An all-girls parai team from Chennai are drumming up sensational beats

Watch | An all-girls parai team from Chennai are drumming up sensational beats
| Video Credit: Shiva Raj

Meet the members of an all-girls parai group in Tamil Nadu. These students from a school in Chennai’s Besant Nagar drums up a beat that is impossible to resist

Updated - April 25, 2024 03:16 pm IST

Published - April 25, 2024 02:00 pm IST

The wardens and teachers of Besant Nagar’s Avvai Home TVR Girls’ Higher Secondary School are insistent about preserving the sanctity of lunches and dinners at this school cum boarding. They hope for quiet meals with as little food wastage.

On days when food is delayed by a few minutes though, a concert of cacophony brews. Students like A Kaviya, hold their plates as one would, the parai, and begin with simple beats. Their vaai paadu (vocal rhythms) spill out through spoons and fingers become their kutchi (sticks). “We do not need much. Even a table would do. I have broken pots at home because of banging a tune on them,” she says.

The parai attam artistes from Avvai Home TVR Girls’ Higher Secondary School

The parai attam artistes from Avvai Home TVR Girls’ Higher Secondary School | Photo Credit: S Shiva Raj

During moments like this, the canteen hears booming percussive sounds — thaku-ku-tha, being the most basic of the vaai paadu holding the instrumentalists together. A symphony ensues. A dance breaks out.

Kaviya’s obsession with catchy beats is not entirely her own. The school has meticulously groomed a group of 20 young women to form the only regularly performing all-girls parai attam group in Chennai. For two days a week between 3pm and 5pm, the foray of this school resembles a concert venue as the girls learn new dance routines while playing this ancient percussion instrument.

At the Urur Olcott Kuppam Vizha in January 2024.

At the Urur Olcott Kuppam Vizha in January 2024. | Photo Credit: S Shiva Raj

N Deepan, their parai aatam teacher who has been teaching the girls since 2016, says that three such teams of ‘Avvai Home Girls’ playing the parai, have graduated. The current crew is relatively new and had most recently played at the Urur Olcott Kuppam Vizha in January this year. “Don’t buy their shy demeanour. They are all vaaiadis (chatterboxes),” he says.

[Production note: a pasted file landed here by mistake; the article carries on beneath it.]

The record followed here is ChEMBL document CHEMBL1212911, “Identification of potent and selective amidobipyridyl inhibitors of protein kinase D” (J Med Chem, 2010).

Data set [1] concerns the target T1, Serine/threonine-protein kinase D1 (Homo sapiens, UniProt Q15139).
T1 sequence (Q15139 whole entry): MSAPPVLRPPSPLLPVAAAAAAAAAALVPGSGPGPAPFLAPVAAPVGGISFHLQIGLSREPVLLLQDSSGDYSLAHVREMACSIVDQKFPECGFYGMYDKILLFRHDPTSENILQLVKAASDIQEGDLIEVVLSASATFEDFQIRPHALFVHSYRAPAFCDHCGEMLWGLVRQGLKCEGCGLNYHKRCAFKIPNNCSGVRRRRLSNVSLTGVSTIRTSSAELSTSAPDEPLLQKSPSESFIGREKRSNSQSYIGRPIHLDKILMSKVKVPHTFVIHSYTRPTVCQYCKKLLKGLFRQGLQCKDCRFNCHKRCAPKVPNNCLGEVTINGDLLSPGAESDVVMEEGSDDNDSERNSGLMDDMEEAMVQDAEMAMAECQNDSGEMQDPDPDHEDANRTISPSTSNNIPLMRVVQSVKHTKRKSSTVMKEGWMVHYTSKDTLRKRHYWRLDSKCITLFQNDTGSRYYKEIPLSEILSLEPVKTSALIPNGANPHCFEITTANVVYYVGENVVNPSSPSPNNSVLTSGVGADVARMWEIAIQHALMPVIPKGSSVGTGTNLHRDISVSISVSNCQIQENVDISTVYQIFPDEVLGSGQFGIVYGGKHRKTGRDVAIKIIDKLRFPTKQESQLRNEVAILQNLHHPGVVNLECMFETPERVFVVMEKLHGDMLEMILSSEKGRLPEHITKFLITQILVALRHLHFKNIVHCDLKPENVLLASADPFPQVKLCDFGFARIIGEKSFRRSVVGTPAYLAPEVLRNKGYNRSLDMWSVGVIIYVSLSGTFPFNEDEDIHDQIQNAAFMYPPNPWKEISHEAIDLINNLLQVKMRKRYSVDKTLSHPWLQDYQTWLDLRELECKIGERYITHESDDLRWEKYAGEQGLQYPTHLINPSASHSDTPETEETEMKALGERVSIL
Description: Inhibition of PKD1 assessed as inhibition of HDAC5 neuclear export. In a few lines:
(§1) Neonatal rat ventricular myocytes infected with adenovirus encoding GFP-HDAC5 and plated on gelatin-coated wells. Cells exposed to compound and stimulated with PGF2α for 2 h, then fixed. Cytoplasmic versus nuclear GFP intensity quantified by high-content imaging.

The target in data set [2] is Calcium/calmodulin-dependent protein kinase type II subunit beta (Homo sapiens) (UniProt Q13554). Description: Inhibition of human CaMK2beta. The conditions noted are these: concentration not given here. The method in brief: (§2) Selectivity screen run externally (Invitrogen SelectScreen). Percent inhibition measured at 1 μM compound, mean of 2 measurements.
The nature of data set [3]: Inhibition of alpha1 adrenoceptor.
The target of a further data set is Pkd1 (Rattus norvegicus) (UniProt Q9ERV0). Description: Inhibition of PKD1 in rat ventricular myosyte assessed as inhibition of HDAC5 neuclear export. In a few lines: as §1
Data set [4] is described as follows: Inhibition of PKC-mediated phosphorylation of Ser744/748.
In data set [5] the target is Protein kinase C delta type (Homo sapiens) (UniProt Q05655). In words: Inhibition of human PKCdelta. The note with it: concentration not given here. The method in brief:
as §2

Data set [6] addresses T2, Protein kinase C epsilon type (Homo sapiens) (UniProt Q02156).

Deepan, who runs the popular Nanbargal Gramiya Kalai Kuzhu (Friends Folk Cultural Crew) out of Korukkupet in North Madras, says that he has seen this group blossom over time. His time as an instructor has been different because girls usually do not play the parai. The instrument, for the longest time, was only played by men. More recently, mixed groups of men and women play together. However, it is rare to see a team entirely of girls, playing this instrument.

“Adding a cultural programme to their education has increased their confidence significantly. You should see the number of cups they have won over the years. Everyone knows what to expect from the Avvai Home Girls — a great performance,” he says.

The parai attam artistes from Avvai Home TVR Girls’ Higher Secondary School.

The parai attam artistes from Avvai Home TVR Girls’ Higher Secondary School. | Photo Credit: S Shiva Raj

Sangeetha Shivakumar, part of the core team organising the Urur Olcott Kuppam Vizha, says that the parai attam programme began at Avvai Home in 2016 as part of the Vizha’s cultural outreach. An extensive selection process ensued when an announcement regarding parai training was made. “Several people turned up for the audition. We had to filter over several rounds. There was great enthusiasm,” she says.

She adds that they performed at the festival in 2017. “It was envisioned as a programme for that year alone but on the day of the festival something changed. One of the girls looked terribly sad and asked me ‘Avlo dhana?’.. ‘Is this it?’. That is when we decided to keep the programme going,” she says.

Charulatha, a student of Class XII who is graduating from the school this year, has been playing the parai since Class VII. “I love to dance. I would stand outside the parai class and watch everyone perform because the beats would be extremely catchy. I’ve learnt over time, so much so that I have blisters from playing the instrument. I wear them with pride,” she says.

At the Urur Olcott Kuppam Vizha in January 2024.

At the Urur Olcott Kuppam Vizha in January 2024. | Photo Credit: S Shiva Raj

Students from the group have gone on to play at a number of festivals and events organised by the Department of Arts and Culture of the Tamil Nadu Government. R Monika, a student of Class VIII says that her favourite performances has been the Urur Kuppam Vizha, where there were hundreds of onlookers who chanted enthusiastic ‘hey’s, disco lights, gentle sea breeze and the air of festivity. Charulatha adds that winning second place at the event organised by the TN government is a memory she will cherish. “The judges began dancing with us too,” she says.

Charulatha says that she is leaving school soon and the opportunities to play the parai will significantly diminish. Does this mean she will have to give up playing the instrument? “I have already booked a spot with Deepan anna’s group. We create a ruckus during meal time here despite the scolding. The beat is a part of us. It isn’t going anywhere,” she says.

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